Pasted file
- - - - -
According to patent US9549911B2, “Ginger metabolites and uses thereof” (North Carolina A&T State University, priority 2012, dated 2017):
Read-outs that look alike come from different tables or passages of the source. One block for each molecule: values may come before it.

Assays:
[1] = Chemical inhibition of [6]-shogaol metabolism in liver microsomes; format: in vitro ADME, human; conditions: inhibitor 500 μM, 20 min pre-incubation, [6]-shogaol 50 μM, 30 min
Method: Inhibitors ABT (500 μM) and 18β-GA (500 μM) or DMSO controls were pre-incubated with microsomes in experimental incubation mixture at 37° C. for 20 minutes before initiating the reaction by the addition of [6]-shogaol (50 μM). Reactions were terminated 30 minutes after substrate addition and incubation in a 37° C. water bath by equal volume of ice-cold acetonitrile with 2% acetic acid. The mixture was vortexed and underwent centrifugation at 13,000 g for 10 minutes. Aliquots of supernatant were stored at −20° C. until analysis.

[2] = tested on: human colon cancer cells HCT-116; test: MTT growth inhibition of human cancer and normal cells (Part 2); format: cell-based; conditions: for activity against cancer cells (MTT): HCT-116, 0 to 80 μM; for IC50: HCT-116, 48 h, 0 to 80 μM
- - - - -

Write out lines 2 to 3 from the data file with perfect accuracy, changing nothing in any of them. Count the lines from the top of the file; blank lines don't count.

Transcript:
Read-outs that look alike come from different tables or passages of the source. One block for each molecule: values may come before it.

Assays: